I’m on the road at the moment, and was making wire for a project
when I realized that I had no boric acid handy. I normally coat my
wire in that to prevent scale, so I was pretty bummed out that I’d
forgotten to bring it with me.
Looked at the flux (the green stuff from Rio) and thought, “Hey, why
not?” I diluted some of it in some water and soaked the coil (18K
yellow wire) in it, then annealed it. No scale.
So… is there any reason not to do this? Been using boric acid in
alcohol for years, because that’s what I was taught, but this seems
pretty effective, maybe even more so.
So... is there any reason not to do this? Been using boric acid in
alcohol for years, because that's what I was taught, but this
seems pretty effective, maybe even more so.
Sure it works. The flux is more active than just the boric acid, so
it will tend to burn off more quickly if you heat for too long, but
for just annealing, that’s unlikely. The main problems are that the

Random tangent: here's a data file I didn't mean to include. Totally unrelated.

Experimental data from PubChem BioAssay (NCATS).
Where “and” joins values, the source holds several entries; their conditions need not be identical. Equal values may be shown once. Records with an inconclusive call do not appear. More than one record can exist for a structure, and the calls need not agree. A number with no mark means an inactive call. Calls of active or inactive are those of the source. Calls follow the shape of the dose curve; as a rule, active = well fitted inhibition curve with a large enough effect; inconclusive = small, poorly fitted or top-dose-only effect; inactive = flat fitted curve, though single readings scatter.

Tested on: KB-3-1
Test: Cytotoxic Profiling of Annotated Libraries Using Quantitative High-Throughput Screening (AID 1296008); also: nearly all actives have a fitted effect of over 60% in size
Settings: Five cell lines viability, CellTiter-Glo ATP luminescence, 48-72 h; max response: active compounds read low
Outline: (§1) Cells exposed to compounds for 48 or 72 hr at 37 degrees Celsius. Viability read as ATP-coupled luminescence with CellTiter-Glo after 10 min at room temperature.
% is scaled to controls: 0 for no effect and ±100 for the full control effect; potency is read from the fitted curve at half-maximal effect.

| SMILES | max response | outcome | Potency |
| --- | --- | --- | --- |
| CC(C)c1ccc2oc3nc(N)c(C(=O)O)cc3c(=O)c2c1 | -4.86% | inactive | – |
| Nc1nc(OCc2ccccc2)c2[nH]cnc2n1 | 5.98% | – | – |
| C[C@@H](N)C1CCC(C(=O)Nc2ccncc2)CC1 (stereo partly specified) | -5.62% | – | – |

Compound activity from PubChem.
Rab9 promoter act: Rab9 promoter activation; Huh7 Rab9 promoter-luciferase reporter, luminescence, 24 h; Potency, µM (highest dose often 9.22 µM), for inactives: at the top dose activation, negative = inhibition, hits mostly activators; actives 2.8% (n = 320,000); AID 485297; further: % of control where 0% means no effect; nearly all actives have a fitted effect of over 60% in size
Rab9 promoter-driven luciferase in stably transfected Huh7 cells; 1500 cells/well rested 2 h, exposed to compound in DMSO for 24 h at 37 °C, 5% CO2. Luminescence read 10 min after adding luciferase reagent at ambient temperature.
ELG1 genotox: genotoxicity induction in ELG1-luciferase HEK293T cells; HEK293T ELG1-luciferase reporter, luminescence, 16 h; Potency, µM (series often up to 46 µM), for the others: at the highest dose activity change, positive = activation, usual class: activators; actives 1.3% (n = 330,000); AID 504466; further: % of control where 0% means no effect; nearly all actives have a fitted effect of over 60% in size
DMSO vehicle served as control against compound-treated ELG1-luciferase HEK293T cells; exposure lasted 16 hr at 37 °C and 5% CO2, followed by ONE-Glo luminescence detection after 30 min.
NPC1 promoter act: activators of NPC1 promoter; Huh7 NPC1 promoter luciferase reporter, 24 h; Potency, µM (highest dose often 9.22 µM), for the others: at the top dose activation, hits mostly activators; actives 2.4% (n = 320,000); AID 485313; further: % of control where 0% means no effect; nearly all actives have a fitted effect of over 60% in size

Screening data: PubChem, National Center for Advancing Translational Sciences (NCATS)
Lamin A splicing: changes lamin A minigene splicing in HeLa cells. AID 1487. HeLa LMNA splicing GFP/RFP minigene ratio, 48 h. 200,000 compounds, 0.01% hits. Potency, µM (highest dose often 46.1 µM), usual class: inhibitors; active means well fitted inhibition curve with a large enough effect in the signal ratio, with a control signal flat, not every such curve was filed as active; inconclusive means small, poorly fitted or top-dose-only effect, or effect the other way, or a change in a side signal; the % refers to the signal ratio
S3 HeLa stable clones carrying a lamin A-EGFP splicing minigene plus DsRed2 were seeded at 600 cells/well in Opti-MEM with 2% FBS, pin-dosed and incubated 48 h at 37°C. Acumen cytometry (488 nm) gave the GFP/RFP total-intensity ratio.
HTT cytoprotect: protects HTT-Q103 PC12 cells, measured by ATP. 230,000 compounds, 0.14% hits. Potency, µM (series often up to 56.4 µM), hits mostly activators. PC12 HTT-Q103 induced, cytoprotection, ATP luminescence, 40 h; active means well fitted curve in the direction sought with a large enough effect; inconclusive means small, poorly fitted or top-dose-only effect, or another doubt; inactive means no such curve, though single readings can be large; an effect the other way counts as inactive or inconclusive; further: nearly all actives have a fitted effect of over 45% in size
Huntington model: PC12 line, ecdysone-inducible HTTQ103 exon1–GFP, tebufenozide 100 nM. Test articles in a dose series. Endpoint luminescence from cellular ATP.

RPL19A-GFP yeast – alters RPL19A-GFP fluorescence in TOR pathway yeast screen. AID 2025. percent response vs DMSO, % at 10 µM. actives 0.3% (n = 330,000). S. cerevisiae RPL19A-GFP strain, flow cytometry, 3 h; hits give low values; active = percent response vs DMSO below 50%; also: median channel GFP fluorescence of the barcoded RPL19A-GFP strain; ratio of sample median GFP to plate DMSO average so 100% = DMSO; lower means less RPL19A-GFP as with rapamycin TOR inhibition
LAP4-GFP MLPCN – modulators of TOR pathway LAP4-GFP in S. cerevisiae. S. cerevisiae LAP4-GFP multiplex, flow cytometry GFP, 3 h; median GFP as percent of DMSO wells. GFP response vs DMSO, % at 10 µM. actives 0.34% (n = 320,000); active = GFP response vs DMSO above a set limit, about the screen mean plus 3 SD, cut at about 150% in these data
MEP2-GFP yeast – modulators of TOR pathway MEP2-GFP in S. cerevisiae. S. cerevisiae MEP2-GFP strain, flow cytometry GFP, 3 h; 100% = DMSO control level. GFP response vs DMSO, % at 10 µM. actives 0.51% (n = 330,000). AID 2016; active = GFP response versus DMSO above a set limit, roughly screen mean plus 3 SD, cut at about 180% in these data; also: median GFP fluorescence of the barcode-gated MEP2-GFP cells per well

flux generally costs more than just boric acid (a minor
consideration, as both are cheap), and more importantly, the alcohol
boric acid solution wets the metal, and coats it uniformly. The water
based flux tends, due to surface tension if not absolutely clean, to
not wet the whole surface, instead balling up/pulling away from
areas. You get around that by brushing more on while it’s hot enough
to keep it there, but that’s more work. So while the flux works fine,
in general, the boric acid/alcohol mix may be a bit more reliable and
foolproof. But YMMV, as always.
A tried and true product is Cupronil made by 4S labs- great as a
firecoat and flux portable, sprays reliably every time.Forerunner to
Firescoff ( which I am less than impressed with at best). The “green
stuff” is a self-pickling, flux, which means it contains
hydrochloric acid ( which gives these types of fluxes their neon
colour) so it “cleans” the metal as long as you don’t keep the flame
trained on the join too long, etc…eliminating the need for pickling
in higher karat golds- Any higher karat golds though are less prone
to firescale than alloys with a higher percentage of copper as its
the copper in the alloy that helps set up perfect chemical reaction
for the formation of cupric oxides, or firescale/firestain - whatever
you want to call it.The more over heated the piece is the deeper the
firestain will be, so hit and run soldering operations on 18 kt and
above gold will leave little if any problem regardless of the
preventative coating you use…rer